Automakers fight for every ounce of weight they can take out of a vehicle. Today’s bulky and bloated lead-acid batteries are prime, low-hanging fruit that’s ready for pickin’. Paving the way for their demise, WardsAuto reports Germany’s VDA just adopted a 48-volt standard for vehicles with electric assistance – AKA mild hybrids. French supplier Valeo is working on a new type of lithium-ion battery for the job and it weighs just 11 pounds. Lead clunkers tip the scales at around 44 pounds – or more! It’s interesting; the industry has been talking about abandoning the 12 volt system for 20 years or better. But it’s no surprise automakers are dragging their feet. Look how long it took for them to switch to 12-volt technology. Cars still ran on 6-volt electrical systems well into the 1950s.
FOUR-DOOR VOLKSWAGEN UP
Volkswagen is showing off the four-door version of the up! before it goes on sale. It has the same engines, trim levels and dimensions as the two-door model. It will be first made available in Germany in March and then will be launched in the rest of Europe by early summer. Pricing for the four-door up! in Germany starts around $13,400 which is just over $600 more than the two-door model.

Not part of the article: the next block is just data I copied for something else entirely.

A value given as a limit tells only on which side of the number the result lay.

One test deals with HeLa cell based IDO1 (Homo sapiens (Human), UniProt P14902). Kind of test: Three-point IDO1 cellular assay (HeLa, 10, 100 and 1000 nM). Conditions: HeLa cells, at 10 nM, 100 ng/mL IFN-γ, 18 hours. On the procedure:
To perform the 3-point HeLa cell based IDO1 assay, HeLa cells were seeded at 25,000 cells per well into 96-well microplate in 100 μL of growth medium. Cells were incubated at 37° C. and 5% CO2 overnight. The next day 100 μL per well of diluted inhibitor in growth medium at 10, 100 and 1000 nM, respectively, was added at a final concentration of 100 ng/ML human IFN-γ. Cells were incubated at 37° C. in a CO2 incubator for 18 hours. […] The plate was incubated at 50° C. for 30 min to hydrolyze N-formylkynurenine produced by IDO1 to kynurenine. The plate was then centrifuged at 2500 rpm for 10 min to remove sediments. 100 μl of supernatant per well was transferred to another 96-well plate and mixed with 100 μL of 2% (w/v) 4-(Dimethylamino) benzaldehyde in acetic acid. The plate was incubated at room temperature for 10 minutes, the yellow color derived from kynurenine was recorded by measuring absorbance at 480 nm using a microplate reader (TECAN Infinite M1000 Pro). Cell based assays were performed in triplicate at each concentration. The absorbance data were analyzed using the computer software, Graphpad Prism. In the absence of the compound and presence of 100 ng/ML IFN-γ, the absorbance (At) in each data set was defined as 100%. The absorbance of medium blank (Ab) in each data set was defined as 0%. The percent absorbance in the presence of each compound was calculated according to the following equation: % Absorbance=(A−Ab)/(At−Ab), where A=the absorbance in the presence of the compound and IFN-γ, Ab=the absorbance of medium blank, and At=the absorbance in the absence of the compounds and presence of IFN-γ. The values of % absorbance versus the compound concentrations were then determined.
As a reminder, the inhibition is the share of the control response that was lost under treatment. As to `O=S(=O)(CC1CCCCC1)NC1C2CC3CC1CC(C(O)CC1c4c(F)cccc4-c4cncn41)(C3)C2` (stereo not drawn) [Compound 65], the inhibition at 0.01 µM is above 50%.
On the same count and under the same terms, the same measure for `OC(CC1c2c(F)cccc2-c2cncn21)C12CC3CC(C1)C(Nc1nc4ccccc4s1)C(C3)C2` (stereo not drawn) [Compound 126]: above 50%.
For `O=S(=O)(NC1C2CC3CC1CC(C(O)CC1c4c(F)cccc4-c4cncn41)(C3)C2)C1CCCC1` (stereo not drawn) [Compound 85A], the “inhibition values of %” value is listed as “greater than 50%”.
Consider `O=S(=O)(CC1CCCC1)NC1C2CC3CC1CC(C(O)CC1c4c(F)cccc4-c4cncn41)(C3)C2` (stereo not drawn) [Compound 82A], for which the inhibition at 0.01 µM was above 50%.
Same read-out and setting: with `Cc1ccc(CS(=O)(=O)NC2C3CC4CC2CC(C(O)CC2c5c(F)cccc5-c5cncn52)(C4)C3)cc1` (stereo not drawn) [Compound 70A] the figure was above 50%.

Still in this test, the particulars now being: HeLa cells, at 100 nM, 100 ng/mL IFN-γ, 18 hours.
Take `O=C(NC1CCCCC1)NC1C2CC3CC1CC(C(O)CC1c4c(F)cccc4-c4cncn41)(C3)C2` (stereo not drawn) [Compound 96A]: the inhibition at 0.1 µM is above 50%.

Well, it’s official. Saab’s North American operations will be liquidated. Earlier this month, 80 percent of the employees were laid off and the headquarters will be closed next month. Currently the company is trying to sell its U.S. parts distribution business and dealers are expected to decide this week if they will file for bankruptcy or wait for the final liquidation.
DART TO BUILD ON GIULIETTA’S SUCCESS
As you know, the upcoming Dodge Dart is based on the Alfa Romeo Giulietta. And now Alfa is bragging that the Giulietta is the best-selling hatchback it’s ever offered. Last year Alfa sold 80,000 Giuliettas in Europe, with about 45,000 sold in Italy. The Dodge Dart will be replacing the Dodge Caliber and last year only 35,000 Calibers were sold in the American market. Now, that doesn’t mean the Dart will sell as well as the Giulietta, but it’s got to be a good omen.